Donziger said, “It seems very clear that Gibson Dunn was either writing her legal papers, or heavily editing them, or writing her drafts, or telling her where parts of the record were. It was a clear, deep collaboration.”

Gibson Dunn insists that it “donated” the hours that it consulted with the Glavin team about prosecuting Donziger criminally. This claim, even if narrowly true, raises plenty of suspicions. Chevron has surely paid Gibson Dunn millions to pursue Donziger. Nesson said, “Chevron and Gibson Dunn have carried out their war against Donziger for years. The idea that Gibson ‘donated’ time is almost laughable.”

What’s more, Gibson Dunn didn’t stop billing Chevron from April 2019 onward—but the sum since then is a secret. Judge Loretta Preska, who presided over Donziger’s criminal contempt trial, allowed Gibson Dunn to submit that figure to her alone, and she declined to make it public, contending that “the amounts billed for hours billed relating to Chevron is confidential law firm information.”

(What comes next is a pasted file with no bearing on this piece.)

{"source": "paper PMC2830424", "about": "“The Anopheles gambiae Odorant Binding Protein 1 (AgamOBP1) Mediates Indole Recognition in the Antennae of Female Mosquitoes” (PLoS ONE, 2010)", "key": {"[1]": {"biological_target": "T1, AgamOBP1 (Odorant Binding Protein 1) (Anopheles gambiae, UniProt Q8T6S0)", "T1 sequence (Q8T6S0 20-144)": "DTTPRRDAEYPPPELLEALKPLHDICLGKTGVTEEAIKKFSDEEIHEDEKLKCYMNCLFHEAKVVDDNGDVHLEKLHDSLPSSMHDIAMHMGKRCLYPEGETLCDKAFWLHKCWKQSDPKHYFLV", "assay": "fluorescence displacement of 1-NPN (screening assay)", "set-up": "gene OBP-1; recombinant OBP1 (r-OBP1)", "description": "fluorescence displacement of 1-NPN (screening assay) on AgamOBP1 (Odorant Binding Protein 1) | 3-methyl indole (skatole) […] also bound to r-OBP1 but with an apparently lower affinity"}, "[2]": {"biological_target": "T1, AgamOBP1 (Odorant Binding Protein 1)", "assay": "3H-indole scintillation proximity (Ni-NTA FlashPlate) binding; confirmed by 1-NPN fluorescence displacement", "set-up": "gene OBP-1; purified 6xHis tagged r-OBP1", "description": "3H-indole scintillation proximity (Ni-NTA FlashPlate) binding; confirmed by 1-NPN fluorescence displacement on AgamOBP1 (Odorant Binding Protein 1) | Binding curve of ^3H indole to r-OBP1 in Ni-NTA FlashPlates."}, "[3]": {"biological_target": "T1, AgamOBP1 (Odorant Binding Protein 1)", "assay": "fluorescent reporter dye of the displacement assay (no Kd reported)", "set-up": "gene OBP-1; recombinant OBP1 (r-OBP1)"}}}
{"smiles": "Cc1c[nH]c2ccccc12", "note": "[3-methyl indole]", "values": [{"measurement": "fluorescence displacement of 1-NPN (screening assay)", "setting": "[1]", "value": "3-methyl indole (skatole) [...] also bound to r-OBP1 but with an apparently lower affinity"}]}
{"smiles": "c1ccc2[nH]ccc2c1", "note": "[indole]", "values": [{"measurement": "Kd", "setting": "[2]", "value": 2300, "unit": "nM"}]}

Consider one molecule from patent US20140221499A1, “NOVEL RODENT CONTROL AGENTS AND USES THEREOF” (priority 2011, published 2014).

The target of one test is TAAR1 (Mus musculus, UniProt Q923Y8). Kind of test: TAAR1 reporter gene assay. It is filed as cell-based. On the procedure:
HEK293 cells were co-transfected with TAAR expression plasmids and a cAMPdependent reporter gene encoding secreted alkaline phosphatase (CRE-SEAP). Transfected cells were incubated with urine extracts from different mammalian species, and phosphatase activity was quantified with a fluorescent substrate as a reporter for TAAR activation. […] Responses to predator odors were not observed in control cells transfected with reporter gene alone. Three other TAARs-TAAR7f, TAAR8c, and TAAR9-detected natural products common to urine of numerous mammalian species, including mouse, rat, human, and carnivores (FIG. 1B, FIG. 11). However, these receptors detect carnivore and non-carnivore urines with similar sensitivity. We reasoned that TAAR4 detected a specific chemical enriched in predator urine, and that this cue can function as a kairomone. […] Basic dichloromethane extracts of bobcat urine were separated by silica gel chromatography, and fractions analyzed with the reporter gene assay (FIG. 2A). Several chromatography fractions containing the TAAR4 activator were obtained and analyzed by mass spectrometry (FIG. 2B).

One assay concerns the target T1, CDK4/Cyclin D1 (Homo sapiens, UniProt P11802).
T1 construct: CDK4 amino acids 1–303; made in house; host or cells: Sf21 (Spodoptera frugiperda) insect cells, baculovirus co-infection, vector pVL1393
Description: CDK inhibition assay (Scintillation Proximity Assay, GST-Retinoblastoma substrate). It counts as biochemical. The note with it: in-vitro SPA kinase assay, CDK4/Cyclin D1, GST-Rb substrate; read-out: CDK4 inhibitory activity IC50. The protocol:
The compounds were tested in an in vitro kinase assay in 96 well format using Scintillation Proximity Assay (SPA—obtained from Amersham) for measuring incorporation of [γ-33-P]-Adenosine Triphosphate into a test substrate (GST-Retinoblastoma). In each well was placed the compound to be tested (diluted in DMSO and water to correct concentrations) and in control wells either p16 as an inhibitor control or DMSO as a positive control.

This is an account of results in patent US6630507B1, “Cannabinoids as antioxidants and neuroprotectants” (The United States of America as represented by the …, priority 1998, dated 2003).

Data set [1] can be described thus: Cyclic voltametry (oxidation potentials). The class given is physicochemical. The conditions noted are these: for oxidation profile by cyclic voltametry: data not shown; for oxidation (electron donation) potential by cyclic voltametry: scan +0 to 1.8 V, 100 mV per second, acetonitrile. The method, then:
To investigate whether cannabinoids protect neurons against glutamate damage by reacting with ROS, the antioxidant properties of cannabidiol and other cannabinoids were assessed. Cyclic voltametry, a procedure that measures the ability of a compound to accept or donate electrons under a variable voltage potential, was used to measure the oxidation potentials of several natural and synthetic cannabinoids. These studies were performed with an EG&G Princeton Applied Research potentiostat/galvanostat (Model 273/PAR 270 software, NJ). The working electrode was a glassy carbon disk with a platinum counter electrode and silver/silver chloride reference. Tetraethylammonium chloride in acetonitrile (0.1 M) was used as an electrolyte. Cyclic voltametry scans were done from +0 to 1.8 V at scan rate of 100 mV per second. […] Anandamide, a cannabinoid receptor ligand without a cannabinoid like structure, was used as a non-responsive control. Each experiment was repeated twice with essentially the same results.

The court did hear one Gibson Dunn attorney testify vaguely that “we would be willing to stipulate that…Gibson, Dunn & Crutcher…has billed millions of dollars in fees to Chevron since on or about April 15, 2019.”

So far, Glavin has billed an estimated $776,000—paid for by American taxpayers, because she was supposedly working on behalf of the US government. (The Donziger team says this figure will eventually be higher, because they suspect that additional Glavin billings have been delayed to minimize the total amount.)

Add the eventual total of Glavin billings to the Gibson Dunn legal bill, and Donziger estimates: “The total cost of my prosecution—for a misdemeanor—will be somewhere between $5 million and $10 million. A normal misdemeanor is like a $5,000 prosecution.”

Efforts to reach Chevron and Gibson Dunn for comment have been unsuccessful. I was therefore unable to ask for more details about their collaboration. Glavin did acknowledge receiving the request, but she said she was unable to respond before deadline.

Donziger is appealing his conviction, even as he continues to serve out his sentence. Donziger said, “This is the most egregious example in the history of our country of a private corporation taking control of a public prosecution against a private individual and depriving him of his liberty.”